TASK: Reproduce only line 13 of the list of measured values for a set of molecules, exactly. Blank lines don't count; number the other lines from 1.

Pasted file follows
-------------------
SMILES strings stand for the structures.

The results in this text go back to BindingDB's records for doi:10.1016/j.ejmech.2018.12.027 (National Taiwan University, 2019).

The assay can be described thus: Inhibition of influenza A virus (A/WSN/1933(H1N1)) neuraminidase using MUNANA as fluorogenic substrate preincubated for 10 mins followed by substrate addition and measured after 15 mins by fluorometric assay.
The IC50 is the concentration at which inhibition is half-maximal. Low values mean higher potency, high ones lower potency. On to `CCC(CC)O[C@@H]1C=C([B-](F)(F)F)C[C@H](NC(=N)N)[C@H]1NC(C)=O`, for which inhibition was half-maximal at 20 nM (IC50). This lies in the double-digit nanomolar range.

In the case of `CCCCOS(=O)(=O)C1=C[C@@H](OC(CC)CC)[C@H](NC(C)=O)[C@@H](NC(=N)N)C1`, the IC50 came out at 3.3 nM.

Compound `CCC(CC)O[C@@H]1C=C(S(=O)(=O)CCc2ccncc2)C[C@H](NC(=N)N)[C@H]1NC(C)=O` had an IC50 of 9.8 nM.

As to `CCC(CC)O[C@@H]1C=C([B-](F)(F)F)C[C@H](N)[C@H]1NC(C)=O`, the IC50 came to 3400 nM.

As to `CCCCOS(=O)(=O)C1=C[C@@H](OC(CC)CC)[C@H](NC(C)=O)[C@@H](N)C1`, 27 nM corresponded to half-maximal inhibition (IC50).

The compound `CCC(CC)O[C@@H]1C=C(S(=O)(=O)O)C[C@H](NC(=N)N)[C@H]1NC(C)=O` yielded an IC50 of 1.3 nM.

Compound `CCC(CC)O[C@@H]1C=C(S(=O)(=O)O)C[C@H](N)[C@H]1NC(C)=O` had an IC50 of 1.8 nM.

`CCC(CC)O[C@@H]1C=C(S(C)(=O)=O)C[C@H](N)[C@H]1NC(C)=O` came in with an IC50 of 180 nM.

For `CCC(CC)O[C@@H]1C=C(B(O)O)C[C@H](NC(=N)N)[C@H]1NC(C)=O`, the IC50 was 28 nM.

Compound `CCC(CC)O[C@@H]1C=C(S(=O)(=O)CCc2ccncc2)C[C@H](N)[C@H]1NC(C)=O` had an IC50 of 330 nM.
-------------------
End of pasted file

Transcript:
Compound `CCC(CC)O[C@@H]1C=C(S(=O)(=O)CCc2ccncc2)C[C@H](N)[C@H]1NC(C)=O` had an IC50 of 330 nM.